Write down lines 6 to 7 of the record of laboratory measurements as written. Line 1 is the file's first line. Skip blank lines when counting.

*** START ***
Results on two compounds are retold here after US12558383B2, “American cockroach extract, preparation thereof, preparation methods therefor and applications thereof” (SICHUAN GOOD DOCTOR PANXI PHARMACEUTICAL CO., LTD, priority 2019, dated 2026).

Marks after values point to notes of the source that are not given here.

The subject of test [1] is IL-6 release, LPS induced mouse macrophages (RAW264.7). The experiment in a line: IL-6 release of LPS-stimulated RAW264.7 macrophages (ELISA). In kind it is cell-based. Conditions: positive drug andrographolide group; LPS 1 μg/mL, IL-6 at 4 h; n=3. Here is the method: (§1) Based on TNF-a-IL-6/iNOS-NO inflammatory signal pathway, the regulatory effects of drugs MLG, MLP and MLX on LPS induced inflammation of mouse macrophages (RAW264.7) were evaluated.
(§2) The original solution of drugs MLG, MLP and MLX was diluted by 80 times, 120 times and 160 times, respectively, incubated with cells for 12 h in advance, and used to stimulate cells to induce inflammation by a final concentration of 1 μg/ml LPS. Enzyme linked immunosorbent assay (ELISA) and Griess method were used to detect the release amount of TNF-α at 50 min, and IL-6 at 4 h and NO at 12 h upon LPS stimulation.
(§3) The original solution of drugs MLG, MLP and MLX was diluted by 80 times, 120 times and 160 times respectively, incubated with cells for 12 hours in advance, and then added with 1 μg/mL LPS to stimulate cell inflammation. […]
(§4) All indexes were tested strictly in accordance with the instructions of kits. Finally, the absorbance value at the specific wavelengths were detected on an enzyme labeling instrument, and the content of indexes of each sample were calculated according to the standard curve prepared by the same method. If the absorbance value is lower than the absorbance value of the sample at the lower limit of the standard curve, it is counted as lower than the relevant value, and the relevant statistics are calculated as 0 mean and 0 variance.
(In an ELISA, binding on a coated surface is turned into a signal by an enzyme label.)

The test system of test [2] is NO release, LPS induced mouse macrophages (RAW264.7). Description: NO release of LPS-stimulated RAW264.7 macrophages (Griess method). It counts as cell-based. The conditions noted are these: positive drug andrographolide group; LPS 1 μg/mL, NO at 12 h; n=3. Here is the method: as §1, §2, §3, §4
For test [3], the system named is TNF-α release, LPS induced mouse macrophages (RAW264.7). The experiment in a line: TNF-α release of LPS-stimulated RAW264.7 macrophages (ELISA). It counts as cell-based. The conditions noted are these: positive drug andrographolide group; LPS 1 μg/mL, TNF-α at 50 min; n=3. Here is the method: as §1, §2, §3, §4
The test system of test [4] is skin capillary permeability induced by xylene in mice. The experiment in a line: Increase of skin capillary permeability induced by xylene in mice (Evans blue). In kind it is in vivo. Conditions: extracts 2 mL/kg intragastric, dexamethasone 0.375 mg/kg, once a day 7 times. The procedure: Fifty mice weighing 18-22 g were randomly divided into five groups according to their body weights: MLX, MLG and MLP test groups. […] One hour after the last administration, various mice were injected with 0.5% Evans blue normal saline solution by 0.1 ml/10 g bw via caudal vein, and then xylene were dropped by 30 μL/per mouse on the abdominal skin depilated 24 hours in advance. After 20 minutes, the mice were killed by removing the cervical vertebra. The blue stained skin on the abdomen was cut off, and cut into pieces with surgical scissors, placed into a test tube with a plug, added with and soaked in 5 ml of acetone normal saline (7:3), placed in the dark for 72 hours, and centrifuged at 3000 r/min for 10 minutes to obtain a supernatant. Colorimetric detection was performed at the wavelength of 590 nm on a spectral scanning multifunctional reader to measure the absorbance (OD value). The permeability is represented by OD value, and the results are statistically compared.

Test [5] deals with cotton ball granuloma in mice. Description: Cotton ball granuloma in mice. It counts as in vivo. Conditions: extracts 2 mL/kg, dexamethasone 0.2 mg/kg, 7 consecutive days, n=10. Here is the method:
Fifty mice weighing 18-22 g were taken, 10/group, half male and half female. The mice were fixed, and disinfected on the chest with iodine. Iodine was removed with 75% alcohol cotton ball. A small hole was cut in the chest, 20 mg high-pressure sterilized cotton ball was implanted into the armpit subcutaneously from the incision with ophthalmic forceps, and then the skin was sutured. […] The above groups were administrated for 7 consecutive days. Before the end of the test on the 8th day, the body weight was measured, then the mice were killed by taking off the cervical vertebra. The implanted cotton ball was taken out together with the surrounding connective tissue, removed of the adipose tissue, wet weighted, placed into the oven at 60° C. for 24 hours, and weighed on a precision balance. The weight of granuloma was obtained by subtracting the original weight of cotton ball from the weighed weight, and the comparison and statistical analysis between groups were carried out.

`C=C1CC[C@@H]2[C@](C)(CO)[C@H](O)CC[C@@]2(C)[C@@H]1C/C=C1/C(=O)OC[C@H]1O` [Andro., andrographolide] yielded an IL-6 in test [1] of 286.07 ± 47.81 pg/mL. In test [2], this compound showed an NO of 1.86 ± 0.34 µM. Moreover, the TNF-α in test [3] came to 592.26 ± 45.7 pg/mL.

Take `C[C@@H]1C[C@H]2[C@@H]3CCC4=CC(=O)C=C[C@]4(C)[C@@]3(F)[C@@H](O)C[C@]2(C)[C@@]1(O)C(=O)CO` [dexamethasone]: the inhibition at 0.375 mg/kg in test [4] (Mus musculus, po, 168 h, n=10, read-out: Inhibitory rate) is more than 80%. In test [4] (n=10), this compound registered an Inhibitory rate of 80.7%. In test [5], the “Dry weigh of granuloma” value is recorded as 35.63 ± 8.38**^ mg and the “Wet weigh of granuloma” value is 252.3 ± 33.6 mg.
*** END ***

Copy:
(§4) All indexes were tested strictly in accordance with the instructions of kits. Finally, the absorbance value at the specific wavelengths were detected on an enzyme labeling instrument, and the content of indexes of each sample were calculated according to the standard curve prepared by the same method. If the absorbance value is lower than the absorbance value of the sample at the lower limit of the standard curve, it is counted as lower than the relevant value, and the relevant statistics are calculated as 0 mean and 0 variance.
(In an ELISA, binding on a coated surface is turned into a signal by an enzyme label.)